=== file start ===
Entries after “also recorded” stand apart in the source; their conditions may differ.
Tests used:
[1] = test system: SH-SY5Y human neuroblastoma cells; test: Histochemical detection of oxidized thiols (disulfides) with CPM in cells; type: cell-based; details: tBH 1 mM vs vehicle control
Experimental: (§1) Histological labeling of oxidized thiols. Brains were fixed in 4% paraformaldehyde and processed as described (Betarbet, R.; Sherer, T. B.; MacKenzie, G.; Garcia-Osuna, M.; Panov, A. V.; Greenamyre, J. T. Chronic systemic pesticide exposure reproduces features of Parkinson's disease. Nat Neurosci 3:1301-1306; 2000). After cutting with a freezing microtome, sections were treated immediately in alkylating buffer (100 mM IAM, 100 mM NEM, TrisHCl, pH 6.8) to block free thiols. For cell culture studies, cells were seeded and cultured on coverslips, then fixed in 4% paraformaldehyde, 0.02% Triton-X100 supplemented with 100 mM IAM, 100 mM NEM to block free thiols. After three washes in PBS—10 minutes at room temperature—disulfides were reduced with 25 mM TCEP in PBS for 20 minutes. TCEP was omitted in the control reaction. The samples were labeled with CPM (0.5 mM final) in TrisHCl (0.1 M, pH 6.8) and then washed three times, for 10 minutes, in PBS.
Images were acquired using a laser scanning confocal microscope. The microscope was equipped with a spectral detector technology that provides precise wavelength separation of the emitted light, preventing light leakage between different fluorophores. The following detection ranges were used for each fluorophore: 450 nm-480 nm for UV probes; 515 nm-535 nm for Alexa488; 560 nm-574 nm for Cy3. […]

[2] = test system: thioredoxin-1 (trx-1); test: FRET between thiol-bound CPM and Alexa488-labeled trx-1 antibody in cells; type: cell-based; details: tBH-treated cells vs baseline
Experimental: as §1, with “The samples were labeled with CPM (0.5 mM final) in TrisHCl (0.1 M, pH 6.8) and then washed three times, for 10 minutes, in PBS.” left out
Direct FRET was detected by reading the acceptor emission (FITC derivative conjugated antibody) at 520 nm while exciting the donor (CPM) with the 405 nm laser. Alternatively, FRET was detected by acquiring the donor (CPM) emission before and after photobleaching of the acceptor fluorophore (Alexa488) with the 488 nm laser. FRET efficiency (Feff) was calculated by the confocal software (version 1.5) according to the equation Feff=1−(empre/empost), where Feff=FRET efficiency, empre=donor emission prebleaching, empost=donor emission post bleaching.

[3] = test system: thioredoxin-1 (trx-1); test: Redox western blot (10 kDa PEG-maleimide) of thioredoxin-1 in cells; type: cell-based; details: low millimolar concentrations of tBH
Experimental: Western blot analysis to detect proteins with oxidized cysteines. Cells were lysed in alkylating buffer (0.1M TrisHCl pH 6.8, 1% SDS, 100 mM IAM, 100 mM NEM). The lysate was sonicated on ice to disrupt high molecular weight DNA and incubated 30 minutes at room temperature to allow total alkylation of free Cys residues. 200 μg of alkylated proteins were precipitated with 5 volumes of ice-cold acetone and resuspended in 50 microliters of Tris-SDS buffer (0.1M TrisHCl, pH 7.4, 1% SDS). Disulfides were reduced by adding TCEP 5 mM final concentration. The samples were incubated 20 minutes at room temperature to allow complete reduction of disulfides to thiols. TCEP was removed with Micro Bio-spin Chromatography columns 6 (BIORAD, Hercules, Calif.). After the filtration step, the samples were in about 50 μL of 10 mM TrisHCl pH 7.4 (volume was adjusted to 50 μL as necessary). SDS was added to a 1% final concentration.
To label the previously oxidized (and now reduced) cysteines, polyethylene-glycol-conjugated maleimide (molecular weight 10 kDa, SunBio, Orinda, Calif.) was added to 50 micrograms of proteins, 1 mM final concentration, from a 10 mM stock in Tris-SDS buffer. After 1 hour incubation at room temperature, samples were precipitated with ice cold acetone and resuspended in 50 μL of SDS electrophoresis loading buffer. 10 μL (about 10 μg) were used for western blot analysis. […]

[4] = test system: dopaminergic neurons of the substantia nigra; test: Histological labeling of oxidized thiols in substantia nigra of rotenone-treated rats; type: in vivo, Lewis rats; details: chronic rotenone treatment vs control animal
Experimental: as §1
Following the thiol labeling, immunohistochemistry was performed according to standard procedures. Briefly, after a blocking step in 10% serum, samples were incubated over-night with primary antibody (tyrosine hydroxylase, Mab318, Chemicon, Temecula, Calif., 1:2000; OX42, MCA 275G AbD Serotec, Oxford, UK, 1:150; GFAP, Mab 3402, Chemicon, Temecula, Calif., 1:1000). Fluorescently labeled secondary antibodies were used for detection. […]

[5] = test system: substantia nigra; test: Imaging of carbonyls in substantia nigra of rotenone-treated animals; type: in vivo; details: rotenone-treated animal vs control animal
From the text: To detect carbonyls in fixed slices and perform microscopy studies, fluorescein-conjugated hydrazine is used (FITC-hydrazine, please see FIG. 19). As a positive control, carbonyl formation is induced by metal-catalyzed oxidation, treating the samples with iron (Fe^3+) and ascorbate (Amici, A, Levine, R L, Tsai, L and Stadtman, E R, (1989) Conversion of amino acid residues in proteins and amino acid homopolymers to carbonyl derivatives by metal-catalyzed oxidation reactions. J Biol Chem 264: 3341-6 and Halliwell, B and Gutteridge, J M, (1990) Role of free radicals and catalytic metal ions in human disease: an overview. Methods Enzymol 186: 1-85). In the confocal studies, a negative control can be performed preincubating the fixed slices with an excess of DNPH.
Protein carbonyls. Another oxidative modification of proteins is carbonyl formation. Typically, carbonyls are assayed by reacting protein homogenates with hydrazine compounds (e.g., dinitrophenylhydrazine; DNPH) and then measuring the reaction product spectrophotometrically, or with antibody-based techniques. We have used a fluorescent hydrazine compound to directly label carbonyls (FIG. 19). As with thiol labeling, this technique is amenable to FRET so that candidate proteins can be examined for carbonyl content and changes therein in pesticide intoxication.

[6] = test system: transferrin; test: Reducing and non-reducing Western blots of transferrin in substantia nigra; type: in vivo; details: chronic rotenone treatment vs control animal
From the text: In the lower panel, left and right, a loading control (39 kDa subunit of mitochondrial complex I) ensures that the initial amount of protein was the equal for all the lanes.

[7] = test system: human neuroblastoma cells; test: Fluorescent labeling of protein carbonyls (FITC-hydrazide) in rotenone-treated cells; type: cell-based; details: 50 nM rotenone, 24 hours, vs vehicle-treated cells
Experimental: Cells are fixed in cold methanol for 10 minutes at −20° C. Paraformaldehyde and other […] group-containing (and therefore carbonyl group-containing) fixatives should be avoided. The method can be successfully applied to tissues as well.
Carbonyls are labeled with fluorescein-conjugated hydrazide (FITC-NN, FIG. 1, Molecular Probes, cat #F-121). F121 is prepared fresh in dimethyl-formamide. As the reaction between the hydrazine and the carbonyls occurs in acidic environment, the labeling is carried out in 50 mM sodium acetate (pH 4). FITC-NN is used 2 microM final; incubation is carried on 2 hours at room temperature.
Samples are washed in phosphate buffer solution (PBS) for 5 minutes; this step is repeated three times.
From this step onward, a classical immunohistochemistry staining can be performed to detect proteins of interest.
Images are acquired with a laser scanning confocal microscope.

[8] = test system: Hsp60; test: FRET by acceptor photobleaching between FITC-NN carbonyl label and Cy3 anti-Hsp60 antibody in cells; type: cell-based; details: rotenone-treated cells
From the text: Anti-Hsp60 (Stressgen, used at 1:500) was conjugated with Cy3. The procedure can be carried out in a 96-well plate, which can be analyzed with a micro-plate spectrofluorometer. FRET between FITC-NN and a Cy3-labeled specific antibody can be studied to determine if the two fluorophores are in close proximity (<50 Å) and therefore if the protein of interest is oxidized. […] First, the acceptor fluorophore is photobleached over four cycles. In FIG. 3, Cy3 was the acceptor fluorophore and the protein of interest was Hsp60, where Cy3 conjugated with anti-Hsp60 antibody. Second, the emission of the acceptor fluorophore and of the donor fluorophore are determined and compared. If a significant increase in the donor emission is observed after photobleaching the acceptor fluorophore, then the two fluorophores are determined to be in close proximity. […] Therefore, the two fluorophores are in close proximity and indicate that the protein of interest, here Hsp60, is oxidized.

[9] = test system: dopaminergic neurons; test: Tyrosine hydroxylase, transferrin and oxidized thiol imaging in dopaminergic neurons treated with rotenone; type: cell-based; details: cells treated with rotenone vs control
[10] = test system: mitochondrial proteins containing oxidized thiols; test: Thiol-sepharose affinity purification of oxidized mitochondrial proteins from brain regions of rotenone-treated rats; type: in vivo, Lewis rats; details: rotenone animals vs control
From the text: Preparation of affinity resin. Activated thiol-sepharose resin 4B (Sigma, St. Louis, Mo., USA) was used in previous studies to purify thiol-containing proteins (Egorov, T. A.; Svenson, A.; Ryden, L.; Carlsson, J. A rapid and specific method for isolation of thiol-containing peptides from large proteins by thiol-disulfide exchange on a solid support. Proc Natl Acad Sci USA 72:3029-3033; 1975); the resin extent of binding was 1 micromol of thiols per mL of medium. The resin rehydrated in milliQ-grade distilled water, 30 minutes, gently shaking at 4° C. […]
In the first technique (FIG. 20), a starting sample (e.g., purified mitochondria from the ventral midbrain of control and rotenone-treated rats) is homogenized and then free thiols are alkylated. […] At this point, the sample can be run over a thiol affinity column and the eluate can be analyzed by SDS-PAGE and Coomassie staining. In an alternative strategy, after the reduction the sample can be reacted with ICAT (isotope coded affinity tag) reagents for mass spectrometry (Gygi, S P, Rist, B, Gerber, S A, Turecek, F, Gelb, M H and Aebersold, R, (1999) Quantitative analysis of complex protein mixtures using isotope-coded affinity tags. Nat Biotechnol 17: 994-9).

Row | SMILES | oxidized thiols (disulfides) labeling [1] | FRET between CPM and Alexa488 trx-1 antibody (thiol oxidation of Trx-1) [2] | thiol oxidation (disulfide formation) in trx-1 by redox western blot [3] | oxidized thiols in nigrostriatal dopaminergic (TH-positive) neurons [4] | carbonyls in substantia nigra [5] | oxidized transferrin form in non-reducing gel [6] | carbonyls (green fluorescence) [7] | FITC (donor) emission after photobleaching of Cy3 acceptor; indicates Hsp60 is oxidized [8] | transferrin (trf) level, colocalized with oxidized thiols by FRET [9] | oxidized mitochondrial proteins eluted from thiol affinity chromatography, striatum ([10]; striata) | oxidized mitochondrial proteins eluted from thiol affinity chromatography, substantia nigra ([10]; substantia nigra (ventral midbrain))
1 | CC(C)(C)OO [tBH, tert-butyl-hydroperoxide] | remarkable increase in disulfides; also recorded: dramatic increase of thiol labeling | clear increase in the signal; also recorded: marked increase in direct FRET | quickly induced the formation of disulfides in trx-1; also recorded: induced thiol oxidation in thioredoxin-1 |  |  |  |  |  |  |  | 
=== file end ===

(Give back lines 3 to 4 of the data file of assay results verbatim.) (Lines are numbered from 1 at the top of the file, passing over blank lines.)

[1] = test system: SH-SY5Y human neuroblastoma cells; test: Histochemical detection of oxidized thiols (disulfides) with CPM in cells; type: cell-based; details: tBH 1 mM vs vehicle control
Experimental: (§1) Histological labeling of oxidized thiols. Brains were fixed in 4% paraformaldehyde and processed as described (Betarbet, R.; Sherer, T. B.; MacKenzie, G.; Garcia-Osuna, M.; Panov, A. V.; Greenamyre, J. T. Chronic systemic pesticide exposure reproduces features of Parkinson's disease. Nat Neurosci 3:1301-1306; 2000). After cutting with a freezing microtome, sections were treated immediately in alkylating buffer (100 mM IAM, 100 mM NEM, TrisHCl, pH 6.8) to block free thiols. For cell culture studies, cells were seeded and cultured on coverslips, then fixed in 4% paraformaldehyde, 0.02% Triton-X100 supplemented with 100 mM IAM, 100 mM NEM to block free thiols. After three washes in PBS—10 minutes at room temperature—disulfides were reduced with 25 mM TCEP in PBS for 20 minutes. TCEP was omitted in the control reaction. The samples were labeled with CPM (0.5 mM final) in TrisHCl (0.1 M, pH 6.8) and then washed three times, for 10 minutes, in PBS.